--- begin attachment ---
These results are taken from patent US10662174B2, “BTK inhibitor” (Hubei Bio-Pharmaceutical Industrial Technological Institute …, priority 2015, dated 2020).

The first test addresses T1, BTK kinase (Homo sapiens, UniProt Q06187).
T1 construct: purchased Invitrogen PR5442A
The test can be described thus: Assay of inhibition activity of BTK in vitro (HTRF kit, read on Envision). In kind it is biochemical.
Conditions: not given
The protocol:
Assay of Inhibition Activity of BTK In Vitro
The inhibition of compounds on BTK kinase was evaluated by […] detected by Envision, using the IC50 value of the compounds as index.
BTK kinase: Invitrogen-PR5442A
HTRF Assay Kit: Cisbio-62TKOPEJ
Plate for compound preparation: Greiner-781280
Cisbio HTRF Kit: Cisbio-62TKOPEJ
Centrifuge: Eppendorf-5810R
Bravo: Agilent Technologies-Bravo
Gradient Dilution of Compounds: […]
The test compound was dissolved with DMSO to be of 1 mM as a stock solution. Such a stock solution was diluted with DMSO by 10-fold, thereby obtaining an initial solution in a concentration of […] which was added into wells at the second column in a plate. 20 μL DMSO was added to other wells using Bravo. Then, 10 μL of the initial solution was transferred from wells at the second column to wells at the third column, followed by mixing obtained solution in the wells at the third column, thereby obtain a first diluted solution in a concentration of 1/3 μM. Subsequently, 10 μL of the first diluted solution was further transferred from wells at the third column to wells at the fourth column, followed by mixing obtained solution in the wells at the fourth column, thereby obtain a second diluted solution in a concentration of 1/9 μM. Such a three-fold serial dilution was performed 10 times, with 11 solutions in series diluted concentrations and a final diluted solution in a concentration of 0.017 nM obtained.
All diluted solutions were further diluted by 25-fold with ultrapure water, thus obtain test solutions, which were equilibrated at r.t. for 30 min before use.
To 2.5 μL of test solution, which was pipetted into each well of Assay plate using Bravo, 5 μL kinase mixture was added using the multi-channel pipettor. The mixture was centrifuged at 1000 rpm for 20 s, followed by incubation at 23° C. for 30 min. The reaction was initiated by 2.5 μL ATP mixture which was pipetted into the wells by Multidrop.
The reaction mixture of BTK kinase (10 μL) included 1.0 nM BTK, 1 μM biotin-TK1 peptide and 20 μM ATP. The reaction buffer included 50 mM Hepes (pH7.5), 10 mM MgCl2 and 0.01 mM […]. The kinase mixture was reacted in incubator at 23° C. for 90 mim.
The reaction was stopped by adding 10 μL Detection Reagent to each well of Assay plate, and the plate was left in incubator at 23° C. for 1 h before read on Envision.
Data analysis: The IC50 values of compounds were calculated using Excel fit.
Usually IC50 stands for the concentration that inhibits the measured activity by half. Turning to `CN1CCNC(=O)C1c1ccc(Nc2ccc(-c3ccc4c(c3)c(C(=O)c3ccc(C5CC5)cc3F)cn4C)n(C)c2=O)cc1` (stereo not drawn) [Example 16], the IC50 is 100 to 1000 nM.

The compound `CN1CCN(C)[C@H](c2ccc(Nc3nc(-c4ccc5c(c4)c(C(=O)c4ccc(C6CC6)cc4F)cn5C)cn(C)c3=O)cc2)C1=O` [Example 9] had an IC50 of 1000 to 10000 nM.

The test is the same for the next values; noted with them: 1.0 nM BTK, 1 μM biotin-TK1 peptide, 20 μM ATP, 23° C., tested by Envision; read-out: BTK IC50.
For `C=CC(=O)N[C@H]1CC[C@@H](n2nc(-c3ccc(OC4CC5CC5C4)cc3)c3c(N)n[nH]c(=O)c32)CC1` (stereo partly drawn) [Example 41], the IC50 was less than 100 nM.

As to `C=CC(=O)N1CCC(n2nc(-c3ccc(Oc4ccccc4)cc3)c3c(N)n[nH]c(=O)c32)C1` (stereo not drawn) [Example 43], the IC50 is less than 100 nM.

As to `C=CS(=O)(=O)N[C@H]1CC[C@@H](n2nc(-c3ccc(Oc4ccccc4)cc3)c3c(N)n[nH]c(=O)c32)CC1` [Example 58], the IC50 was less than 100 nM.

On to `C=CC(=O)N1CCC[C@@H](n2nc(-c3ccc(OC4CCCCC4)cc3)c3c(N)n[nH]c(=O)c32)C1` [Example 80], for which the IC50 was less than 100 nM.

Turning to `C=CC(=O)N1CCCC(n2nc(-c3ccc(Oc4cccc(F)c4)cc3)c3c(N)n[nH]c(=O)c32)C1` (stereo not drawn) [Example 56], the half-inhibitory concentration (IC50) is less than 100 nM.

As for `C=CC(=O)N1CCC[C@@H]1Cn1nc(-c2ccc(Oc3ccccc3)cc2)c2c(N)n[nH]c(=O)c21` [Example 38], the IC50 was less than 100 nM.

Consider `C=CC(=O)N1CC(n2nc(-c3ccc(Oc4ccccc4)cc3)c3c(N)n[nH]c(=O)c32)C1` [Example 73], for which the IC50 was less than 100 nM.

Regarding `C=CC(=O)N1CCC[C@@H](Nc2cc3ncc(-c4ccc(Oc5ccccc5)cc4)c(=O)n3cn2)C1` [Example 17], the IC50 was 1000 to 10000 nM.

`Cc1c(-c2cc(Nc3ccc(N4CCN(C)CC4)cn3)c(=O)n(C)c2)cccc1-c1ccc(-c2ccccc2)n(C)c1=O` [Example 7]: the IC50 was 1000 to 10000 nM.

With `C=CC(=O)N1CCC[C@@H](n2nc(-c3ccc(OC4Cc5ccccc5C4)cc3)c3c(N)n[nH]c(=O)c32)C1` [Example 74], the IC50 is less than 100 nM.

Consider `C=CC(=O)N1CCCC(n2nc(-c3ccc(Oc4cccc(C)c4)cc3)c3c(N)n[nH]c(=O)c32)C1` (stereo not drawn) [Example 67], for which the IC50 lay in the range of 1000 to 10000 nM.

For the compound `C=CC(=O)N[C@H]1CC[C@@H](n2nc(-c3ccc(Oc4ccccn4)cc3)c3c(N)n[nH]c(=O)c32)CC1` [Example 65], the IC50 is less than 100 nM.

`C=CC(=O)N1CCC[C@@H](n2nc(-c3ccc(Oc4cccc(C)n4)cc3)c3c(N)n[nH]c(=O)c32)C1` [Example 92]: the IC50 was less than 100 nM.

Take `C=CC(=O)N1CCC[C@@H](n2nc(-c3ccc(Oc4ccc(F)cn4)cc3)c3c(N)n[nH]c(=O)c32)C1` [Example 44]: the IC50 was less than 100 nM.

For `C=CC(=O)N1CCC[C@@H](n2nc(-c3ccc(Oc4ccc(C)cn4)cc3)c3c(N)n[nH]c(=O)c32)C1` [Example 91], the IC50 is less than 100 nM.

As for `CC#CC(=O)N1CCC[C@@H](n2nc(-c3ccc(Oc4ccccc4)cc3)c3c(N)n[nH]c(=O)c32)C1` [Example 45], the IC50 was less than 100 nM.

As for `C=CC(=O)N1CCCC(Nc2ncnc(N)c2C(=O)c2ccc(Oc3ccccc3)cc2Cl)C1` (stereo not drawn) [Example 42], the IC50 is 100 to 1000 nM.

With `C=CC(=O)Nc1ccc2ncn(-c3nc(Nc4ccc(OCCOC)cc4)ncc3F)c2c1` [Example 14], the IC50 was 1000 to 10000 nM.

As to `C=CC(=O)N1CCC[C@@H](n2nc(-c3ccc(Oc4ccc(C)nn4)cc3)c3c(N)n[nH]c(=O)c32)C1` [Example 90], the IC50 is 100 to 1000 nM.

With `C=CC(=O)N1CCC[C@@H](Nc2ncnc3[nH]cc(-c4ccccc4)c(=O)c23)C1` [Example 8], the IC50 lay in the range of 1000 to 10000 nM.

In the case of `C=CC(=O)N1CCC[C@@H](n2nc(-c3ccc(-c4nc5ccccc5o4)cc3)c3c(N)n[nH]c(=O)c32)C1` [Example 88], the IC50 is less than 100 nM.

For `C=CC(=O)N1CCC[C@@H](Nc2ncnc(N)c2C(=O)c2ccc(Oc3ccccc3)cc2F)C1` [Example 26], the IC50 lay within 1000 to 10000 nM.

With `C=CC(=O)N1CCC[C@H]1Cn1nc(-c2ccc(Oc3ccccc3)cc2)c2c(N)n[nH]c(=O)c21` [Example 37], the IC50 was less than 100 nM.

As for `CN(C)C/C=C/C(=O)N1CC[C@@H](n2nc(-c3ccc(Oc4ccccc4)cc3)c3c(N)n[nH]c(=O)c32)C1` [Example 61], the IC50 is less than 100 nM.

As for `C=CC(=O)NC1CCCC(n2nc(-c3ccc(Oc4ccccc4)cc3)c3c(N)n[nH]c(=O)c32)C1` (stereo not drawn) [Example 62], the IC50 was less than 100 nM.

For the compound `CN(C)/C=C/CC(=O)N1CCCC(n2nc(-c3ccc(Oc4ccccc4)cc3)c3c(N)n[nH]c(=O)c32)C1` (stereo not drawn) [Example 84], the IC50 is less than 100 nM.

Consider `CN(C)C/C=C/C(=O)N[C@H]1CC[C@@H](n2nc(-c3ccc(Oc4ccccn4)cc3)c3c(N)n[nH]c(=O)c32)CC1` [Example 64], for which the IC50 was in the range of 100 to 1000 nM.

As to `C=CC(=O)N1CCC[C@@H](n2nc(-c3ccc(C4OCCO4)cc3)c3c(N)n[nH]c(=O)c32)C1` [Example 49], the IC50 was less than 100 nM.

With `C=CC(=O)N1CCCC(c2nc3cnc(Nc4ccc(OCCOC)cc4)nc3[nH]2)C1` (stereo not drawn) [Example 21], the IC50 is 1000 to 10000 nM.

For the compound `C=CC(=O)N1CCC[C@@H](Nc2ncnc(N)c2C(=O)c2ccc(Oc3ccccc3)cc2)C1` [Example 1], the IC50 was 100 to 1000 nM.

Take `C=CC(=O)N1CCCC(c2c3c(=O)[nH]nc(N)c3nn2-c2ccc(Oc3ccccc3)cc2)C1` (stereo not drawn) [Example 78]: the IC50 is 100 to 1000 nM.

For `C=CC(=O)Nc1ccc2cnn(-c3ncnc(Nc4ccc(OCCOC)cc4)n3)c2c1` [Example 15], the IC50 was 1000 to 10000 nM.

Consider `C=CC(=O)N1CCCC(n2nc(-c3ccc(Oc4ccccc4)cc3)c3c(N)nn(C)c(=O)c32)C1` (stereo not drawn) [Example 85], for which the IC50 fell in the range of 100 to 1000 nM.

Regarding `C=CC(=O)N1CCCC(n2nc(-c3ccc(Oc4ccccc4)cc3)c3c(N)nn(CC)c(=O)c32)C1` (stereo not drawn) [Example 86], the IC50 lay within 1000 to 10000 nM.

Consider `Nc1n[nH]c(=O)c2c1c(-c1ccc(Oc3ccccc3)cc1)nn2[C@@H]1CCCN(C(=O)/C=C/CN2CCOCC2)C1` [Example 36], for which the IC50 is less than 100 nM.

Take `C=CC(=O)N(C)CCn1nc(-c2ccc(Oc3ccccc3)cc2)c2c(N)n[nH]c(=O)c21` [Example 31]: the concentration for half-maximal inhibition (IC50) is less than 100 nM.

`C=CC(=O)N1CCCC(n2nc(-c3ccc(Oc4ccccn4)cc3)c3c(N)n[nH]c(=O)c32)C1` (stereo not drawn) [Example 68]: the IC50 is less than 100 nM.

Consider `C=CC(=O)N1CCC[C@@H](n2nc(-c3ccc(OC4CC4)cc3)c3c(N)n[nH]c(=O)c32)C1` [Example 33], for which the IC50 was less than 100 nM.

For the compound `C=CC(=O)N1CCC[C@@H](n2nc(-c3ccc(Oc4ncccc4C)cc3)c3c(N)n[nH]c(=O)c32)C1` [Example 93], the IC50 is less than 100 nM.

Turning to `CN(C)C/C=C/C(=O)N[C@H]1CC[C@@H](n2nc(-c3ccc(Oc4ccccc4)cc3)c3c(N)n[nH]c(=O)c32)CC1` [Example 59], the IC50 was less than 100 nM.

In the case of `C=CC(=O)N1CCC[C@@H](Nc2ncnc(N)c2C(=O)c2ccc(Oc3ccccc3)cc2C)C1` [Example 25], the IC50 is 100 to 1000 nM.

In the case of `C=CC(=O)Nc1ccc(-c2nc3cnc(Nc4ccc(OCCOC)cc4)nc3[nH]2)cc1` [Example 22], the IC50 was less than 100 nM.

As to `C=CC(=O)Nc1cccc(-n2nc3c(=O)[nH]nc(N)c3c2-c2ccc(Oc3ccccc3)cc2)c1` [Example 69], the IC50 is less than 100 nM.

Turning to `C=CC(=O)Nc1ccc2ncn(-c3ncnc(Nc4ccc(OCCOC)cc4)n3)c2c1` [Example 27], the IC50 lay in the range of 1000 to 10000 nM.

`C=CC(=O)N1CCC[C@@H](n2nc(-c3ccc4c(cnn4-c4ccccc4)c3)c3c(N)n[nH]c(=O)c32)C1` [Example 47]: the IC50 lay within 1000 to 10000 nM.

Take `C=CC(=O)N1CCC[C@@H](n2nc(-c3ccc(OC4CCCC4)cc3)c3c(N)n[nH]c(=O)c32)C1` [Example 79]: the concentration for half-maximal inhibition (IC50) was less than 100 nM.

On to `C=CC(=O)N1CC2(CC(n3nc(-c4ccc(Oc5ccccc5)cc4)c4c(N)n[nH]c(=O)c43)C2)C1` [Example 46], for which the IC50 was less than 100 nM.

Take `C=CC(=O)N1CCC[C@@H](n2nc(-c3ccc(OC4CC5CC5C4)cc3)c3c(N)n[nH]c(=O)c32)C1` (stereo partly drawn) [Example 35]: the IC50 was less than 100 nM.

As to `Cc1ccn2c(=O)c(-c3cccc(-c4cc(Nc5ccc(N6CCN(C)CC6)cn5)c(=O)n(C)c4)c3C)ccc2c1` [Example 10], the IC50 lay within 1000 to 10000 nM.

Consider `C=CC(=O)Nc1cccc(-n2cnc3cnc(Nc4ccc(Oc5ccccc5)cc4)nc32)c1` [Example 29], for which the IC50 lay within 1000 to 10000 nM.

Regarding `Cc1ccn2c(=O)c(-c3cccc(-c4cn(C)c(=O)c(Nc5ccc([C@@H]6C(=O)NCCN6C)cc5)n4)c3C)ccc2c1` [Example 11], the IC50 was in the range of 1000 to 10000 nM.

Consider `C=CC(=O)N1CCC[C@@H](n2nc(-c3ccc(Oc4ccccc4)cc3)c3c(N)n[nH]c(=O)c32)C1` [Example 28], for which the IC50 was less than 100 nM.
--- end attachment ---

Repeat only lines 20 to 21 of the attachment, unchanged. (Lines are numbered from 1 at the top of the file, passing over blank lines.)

The reaction was stopped by adding 10 μL Detection Reagent to each well of Assay plate, and the plate was left in incubator at 23° C. for 1 h before read on Envision.
Data analysis: The IC50 values of compounds were calculated using Excel fit.